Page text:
Thursday, March 02, 2006

NRO's Puddleglum: John Derbyshire

You may recall Puddleglum.

One of the classic characters from CS Lewis's The Chronicles of Narnia: The Silver Chair (vol 5).

Puddleglum is, well, always glum--gloomy, sure that the world is going to cave in on him and on everybody else.

National Review, true to its love of dear Mr Lewis, thought that the conservative world needed at least one Puddleglum-esque character on its roster of writers.

Enter John Derbyshire. Born in 1945, educated in England where he studied mathematics at University College London, he came to this country terribly worried that upbeat conservatives like Ronald Wilson Reagan were making way too many people too happy.

Hope, confidence, optimism, morning in America--Bah! A true conservative craves not these things, said Master Derbyshire.

Did W win the White House by the skin of his teeth in 2000? Derb wrote: from beneath the dark sign of Saturn, and with the taste of black bile on my tongue, I offer George W. Bush a wan, pale, shadowed-eyed, melancholic welcome to the office of the Chief Magistracy, and a limp, cold, feeble handshake. Puddleglum himself could scarcely have been more morose. Next to Derbyshire, Hamlet looks like a man on Prozac.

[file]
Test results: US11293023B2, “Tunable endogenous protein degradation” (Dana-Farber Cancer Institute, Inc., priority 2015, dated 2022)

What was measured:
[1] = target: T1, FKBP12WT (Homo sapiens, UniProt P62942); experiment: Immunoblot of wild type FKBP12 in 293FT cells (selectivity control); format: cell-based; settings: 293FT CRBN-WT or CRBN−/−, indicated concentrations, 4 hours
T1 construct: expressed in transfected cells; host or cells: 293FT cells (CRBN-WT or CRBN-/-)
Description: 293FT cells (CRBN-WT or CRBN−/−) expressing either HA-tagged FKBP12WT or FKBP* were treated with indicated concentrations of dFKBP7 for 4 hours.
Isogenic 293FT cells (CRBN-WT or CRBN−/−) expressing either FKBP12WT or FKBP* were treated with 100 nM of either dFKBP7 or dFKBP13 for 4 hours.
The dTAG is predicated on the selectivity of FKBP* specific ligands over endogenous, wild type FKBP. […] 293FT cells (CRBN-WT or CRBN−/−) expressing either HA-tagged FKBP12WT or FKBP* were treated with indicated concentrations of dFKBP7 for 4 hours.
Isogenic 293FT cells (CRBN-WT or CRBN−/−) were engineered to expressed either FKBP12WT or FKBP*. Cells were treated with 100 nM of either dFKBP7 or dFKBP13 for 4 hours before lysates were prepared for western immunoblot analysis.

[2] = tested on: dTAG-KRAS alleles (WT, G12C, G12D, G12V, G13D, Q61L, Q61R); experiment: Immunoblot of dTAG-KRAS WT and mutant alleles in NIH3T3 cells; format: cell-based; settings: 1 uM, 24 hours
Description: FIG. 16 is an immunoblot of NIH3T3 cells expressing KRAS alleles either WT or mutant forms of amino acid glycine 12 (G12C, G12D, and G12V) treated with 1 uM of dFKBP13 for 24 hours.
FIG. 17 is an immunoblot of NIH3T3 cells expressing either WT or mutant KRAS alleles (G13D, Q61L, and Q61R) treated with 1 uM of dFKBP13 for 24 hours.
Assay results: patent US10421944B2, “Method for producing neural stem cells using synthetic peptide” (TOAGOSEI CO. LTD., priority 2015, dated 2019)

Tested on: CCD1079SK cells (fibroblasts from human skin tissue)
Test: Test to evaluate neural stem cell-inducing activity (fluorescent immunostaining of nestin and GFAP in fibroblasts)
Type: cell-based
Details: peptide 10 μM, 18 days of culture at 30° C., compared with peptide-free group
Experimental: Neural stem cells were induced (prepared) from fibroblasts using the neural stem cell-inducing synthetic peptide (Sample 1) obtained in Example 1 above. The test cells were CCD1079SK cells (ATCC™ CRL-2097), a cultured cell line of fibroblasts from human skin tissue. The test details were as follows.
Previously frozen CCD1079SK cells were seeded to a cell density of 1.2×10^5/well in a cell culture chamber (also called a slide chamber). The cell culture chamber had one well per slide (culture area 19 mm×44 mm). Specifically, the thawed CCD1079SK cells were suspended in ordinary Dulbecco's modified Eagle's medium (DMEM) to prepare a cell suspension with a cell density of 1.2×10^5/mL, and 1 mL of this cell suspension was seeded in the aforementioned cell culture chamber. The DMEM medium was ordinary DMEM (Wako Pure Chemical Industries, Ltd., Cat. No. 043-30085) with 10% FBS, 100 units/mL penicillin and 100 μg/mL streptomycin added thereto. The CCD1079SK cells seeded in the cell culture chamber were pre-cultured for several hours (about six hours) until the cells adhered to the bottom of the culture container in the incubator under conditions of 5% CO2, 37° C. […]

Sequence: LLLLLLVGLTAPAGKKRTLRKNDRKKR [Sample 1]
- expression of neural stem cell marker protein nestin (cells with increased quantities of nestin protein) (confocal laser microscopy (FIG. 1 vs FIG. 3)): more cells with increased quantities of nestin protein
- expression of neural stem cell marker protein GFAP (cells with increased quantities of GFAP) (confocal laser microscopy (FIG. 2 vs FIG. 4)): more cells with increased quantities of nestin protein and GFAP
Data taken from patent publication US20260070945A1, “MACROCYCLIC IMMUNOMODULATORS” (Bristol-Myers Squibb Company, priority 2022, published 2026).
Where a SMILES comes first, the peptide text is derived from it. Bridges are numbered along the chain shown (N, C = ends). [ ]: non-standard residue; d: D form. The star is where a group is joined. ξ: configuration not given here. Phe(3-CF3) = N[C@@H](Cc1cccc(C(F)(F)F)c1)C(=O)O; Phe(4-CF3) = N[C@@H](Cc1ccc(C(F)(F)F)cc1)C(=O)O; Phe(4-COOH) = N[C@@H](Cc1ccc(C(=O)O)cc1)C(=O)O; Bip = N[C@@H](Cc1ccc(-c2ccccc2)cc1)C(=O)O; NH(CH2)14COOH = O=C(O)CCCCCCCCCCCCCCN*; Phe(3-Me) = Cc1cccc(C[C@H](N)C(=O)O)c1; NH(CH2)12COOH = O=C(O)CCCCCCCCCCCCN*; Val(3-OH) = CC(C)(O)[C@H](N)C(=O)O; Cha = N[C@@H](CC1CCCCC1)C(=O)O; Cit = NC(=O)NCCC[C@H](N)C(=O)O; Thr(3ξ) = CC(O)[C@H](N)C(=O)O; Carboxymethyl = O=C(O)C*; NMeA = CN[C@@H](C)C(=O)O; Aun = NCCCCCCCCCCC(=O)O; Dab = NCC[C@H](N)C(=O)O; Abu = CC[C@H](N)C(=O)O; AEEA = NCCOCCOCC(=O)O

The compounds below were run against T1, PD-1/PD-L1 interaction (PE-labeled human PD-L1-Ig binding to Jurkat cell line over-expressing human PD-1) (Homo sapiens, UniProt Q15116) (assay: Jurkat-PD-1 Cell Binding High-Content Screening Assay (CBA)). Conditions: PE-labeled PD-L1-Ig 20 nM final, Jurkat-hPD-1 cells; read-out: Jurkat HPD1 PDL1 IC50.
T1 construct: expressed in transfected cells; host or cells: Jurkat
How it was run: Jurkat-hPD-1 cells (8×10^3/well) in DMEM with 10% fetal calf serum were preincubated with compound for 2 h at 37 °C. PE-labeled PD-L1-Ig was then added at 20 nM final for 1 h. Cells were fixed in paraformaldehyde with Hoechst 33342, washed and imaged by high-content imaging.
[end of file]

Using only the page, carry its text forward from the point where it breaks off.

Was W re-elected in 2004 with the GOP winning both houses? Derb wrote: DOOMED, DOOMED, Conservatism is a dead letter, socialism is unstoppable...Which might be true, IF you don't bother to read the 2005 report of the Economic Freedom Network, which noted that economic freedom has risen in 96 out of 105 nations since 1985; a pretty good working definition of conservativism, and sure to send socialists searching for someone to prescribe anti-depressants.

Did W vow to place conservative justices on the Supreme Court? Derb wrote: I doubt there will ever be another conservative on the Court--right before W put two card-carrying conservatives, John Roberts and Sam Alito, on the highest court in the land.

Have Iraqis responded to the latest bombing with admirable restraint? Derb is certain that all is lost. Of course, a part of him knows that's not the view of soldiers on the scence like Ralph Peters: "I flew over the streets of this city on Sunday. The calm made a striking contrast to the media hysteria. No mosques burned. No demonstrations seethed. The closest thing I saw to violence was a children's soccer game played in a suburb." [bold added]

Cheer up, Puddleglum. Put down that copy of Hamlet you've been reading. Try the The Chronicles of Narnia for a bit.

Aslan wins in the end. :)

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